Grain growth in the heat-affected zone of a weld is a major concern impacting the mechanical performance of welded structures. Metals are exposed to high temperatures during welding, which results in the grains growing to an abnormally large size. This has the effect of reducing the overall toughness of the material and its strength. Grain growth during welding plays a significant role in the aerospace industry, where strength-to-weight ratio is a critical factor. For instance, in the welding of titanium alloys for aircraft frames, excessive grain growth can reduce the toughness of the heat-affected zone by as much as 40%. Consequently, such welds are more likely to crack and their fatigue life is reduced. A major method used to limit grain growth is the use of controlled cooling after welding. Here, the cooling rate used is controlled in order to prevent excessive grain growth beyond a certain size. The cooling can be carried out by various methods including forced air cooling or water quenching depending on the material and the unique requirements of the weld. These techniques have been shown to cut down grain growth in the heat-affected zones of the welded metals by as much as 30%. Grain refiners can also be added to the weld metal. These refiners facilitate the formation of finer grains during the solidification of the welded material. In the production of high-pressure vessels, titanium carbide grain refiners coated onto the steel electrode have been shown to improve the impact resistance of the steel welds by as much as 20%, which makes the vessels more resilient and less prone to failure during their operational life.

Precipitation of Phases

The precipitation of phases within the heat-affected zone is an important factor that defines the mechanical properties and reliability of the welds. In HAZ, welding leads to the formation of various microstructures, which contain different precipitation forms. New phases, in turn, may significantly affect the hardenability, toughness, and corrosion resistance of the material. In the context of the oil and gas industry, where welding is used to create the pipelines that are intended to transfer fluids under high pressure, the precipitation of phases should be carefully controlled. For example, if stainless steel is used, grains of this material contain chromium carbides, which are not dissolved and are being precipitated along its boundaries. The presence of this form of precipitation may decrease the corrosion uniformity and, thus, the quality of material. For example, in Santor et al., at least 50% of corrosion resistance is lost due to the formation of chromium carbides.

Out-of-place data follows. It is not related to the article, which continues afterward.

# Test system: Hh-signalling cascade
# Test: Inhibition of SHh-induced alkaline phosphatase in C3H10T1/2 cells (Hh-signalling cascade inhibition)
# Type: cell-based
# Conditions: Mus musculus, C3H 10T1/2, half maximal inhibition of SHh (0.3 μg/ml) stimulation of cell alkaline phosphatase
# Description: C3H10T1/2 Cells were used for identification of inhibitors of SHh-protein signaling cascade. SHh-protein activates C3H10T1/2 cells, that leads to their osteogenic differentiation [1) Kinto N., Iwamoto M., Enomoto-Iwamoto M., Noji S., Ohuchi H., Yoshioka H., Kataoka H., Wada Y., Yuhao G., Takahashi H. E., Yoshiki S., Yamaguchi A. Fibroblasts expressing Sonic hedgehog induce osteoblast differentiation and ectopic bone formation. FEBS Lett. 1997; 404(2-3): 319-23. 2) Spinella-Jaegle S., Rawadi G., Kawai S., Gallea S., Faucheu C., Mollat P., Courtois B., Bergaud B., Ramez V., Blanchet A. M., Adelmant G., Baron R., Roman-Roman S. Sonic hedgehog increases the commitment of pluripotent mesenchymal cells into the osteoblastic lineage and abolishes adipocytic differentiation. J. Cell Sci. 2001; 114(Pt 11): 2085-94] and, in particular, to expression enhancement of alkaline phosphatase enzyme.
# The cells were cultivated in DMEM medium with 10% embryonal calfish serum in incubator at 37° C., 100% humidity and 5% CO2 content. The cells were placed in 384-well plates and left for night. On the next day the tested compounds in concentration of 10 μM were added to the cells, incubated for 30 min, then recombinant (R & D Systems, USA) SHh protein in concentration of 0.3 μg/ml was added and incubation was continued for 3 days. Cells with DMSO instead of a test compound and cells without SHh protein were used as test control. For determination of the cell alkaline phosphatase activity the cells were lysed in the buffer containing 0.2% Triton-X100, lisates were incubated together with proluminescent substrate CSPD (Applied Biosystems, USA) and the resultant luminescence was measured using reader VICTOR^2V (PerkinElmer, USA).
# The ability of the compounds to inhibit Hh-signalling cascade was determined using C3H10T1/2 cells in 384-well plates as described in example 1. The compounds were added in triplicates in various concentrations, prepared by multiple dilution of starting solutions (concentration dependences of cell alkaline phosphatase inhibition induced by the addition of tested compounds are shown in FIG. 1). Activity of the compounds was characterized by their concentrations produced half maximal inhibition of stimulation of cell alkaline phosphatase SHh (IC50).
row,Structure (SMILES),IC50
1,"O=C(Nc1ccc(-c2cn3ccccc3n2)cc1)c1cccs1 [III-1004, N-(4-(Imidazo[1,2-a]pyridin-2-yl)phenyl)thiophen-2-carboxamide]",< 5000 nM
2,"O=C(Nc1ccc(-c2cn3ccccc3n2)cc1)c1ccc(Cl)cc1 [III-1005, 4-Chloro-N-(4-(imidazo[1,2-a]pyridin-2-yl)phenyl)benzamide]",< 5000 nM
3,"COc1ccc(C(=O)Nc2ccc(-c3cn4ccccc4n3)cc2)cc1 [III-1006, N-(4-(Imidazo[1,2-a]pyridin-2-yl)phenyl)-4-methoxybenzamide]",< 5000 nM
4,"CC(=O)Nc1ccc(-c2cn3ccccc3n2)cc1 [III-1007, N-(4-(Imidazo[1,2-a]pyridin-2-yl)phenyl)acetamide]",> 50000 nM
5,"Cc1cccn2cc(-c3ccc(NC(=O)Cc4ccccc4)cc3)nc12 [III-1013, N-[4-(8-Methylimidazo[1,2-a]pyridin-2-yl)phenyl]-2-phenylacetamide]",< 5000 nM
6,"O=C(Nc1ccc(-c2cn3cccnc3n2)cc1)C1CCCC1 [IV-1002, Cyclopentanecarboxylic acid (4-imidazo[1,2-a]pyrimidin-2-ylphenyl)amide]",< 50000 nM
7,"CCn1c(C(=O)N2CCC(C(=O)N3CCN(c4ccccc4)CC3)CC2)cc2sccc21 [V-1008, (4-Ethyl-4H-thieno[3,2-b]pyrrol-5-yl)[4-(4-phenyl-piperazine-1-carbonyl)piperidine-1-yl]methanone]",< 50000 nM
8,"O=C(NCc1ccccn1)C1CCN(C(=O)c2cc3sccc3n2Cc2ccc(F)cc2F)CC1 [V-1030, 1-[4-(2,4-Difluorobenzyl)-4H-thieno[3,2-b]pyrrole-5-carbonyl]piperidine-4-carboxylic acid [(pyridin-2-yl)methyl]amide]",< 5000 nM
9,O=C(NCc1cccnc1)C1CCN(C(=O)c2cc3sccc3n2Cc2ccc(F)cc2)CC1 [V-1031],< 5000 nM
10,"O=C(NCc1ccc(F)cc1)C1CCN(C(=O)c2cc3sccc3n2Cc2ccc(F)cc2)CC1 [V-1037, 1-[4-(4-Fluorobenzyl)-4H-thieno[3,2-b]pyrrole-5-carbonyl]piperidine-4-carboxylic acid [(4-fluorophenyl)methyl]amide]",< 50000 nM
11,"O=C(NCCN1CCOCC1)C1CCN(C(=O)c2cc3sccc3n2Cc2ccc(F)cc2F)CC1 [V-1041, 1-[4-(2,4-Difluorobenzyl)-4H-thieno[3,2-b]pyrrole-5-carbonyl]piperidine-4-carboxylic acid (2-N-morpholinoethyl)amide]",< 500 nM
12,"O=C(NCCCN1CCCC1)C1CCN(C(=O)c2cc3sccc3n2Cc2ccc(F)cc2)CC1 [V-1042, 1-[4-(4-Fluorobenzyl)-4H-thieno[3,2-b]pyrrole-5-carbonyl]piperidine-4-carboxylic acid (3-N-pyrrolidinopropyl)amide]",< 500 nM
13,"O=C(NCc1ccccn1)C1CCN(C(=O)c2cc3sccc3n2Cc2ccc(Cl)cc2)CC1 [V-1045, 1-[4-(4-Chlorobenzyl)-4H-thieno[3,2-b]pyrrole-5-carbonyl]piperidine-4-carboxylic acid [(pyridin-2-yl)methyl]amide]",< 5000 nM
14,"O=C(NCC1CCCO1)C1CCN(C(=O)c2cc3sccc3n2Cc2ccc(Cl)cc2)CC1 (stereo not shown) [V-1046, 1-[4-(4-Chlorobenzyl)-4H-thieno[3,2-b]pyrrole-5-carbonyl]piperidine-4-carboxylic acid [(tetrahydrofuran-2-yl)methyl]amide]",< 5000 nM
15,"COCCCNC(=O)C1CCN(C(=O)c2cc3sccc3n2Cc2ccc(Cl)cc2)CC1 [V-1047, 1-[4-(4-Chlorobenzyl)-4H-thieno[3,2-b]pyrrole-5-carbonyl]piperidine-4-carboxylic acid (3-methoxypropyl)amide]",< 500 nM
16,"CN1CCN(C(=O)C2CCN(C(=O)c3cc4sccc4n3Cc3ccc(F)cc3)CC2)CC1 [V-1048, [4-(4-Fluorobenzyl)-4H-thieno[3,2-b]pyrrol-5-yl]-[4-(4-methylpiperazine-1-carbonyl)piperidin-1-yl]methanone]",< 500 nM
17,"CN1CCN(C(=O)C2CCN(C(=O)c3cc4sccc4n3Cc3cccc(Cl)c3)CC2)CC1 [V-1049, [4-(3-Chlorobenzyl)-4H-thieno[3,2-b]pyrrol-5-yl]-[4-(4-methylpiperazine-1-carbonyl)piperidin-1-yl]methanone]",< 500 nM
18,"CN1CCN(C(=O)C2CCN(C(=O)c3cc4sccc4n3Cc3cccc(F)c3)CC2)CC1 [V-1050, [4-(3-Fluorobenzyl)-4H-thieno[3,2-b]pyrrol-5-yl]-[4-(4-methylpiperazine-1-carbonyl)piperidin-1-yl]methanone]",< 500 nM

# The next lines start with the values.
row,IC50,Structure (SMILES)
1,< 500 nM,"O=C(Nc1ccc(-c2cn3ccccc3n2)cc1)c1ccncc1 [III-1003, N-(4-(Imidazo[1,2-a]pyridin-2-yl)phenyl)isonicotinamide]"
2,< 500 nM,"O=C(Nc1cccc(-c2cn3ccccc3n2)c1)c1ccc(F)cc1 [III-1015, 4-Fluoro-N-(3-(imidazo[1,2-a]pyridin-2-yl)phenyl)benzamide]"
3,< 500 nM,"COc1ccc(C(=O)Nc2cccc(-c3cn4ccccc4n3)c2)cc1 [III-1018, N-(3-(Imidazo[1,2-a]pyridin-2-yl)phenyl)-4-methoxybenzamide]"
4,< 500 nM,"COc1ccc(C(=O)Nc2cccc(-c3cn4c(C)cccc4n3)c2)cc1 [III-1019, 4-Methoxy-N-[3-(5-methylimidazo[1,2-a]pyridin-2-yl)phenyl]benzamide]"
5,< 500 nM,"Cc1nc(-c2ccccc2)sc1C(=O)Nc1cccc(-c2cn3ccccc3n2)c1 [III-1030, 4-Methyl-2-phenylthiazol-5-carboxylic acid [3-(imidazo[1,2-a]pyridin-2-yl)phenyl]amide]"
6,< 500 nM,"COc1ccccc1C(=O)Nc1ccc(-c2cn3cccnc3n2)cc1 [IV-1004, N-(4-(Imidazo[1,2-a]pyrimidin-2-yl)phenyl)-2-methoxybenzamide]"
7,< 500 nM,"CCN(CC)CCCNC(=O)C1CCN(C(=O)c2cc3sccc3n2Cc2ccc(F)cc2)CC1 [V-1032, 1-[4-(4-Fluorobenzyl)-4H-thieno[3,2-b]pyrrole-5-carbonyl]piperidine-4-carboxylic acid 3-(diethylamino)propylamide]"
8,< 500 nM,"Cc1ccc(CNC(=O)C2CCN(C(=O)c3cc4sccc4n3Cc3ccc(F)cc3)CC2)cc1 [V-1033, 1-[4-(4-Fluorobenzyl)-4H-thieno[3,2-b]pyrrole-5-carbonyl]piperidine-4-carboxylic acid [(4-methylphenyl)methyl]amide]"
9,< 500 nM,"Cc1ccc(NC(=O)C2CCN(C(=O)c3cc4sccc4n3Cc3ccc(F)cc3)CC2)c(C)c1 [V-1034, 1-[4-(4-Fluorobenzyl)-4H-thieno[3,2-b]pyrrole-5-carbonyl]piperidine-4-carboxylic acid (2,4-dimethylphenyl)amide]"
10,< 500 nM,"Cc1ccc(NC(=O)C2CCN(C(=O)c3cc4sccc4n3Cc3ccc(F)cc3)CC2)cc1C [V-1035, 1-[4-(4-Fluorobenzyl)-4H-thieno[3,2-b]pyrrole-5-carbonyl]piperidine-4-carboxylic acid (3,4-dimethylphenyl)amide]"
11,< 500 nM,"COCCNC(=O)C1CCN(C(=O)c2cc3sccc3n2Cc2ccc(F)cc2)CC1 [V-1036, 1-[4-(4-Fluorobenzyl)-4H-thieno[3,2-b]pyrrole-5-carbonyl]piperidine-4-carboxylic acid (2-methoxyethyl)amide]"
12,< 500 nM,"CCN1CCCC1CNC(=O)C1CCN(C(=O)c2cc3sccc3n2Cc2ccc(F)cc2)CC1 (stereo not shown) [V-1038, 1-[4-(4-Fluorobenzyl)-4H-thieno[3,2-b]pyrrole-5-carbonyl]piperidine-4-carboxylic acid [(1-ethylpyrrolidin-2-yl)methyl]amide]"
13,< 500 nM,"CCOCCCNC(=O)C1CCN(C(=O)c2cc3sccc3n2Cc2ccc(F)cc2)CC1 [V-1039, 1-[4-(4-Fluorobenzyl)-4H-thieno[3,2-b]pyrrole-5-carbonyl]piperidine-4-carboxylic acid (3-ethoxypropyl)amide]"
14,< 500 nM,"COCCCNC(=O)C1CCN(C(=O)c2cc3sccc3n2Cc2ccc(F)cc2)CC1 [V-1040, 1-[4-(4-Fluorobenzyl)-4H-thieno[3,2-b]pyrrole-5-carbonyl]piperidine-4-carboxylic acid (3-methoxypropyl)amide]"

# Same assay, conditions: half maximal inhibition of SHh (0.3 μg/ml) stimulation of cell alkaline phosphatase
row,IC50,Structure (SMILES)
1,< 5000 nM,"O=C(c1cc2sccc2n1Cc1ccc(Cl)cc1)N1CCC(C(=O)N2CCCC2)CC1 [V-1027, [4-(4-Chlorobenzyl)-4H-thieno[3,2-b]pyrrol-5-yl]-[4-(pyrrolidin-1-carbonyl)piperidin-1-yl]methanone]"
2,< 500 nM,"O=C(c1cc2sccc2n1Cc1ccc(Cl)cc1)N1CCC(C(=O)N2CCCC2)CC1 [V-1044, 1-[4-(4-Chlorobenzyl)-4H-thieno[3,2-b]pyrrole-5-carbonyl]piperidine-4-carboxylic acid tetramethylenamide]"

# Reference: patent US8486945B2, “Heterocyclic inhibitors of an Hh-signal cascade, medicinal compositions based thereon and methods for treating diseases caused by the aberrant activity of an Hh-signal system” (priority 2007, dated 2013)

To prevent the precipitation of chromium carbides, usage of the low-carbon alternative to stainless steel or introducing stabilizing elements is recommended. The last alternative is connected with adding a small amount of niobium or titanium, which is intended to bind with the carbon and leave the chromium in solution. This way, the formation of carbides is interrupted, and the quality of the material does not decrease. As is noted by Santor et al., this solution was successful, and corrosion decreases of up to 50% guaranteed the lifespan extension of up to 20 years, while in the case of little to no adjustments, this parameter began to fluctuate during 10-12 years, regarding the characteristics of these types of environments. One more method to avoid the formation of chromium carbides is the post-weld heat treatment.

PWHT consists of the reheating of the weld and the corresponding area to a temperature that is sufficient to redistribute the precipitates that were in the solution or convert them to a less harmful form. In the gas and oil industry, aluminum alloys are widely used as well. However, in the case of such carbohydrates precipitation as Mg2Si and Al3Mg2, PWHT is able to raise the fatigue strength of the parts up to 30%, thus making it more responsive to the environments of aerospace applications.

Susceptibility to Corrosion

Corrosion susceptibility in the heat-affected zone of welds is a substantial issue that might result in the failure of metal constructions and decrease their life span. It is especially relevant in the case of aqueous and industrial environments that allow the attack of sensitive zones, which might not be observed otherwise. In marine welding, which is widely utilized for ships and offshore oil platforms, the issue could be even more severe because the environment is highly corrosive. For instance, in boat-building, the corrosion rate in welded connections is about 30% higher when compared to the entire not heated steel. In such cases, it is possible to lose the majority of the safety margins and reduce the operation time of unit structures to the point that repairs become necessary.

Therefore, industries adopt and currently use systems of cathodic protection that make a given unit a cathode of a cell and anodize the cathode of the protected space elsewhere. However, it is more practical to utilize batteries of specially designed sacrificial anodes, made either from zinc or magnesium. While they are active, the corrosion rate of a unit decreases by 50% of the observed on unprotected units, which allows increasing the life span of marine structures and therefore their safety. The method is widely observed in shipbuilding and platforms for off-shore oil extraction because the long-term benefits and life span advantages of selected units are substantial.

The second method that could be proposed is the utilization of coating that do not corrode in the selected environment and are capable of separating the sensitive zone from the environment completely. There are numerous types of such materials, but the example may be made in the cases of epoxy and poly-urethanes of very high quality. The durability of these materials is drastically higher in comparison to metallic structures, and they were observed to reduce the rate of iron corrosion by up to 70%. It is especially relevant to the coating of vehicles’ undercarriages in the automotive industry, which are sprayed by road salts and other harmful corrosive materials. Nothing degenerative in relation to the vehicle’s structure and appearance happens, even after 8 years or longer, as observed on older cars.

Scroll to Top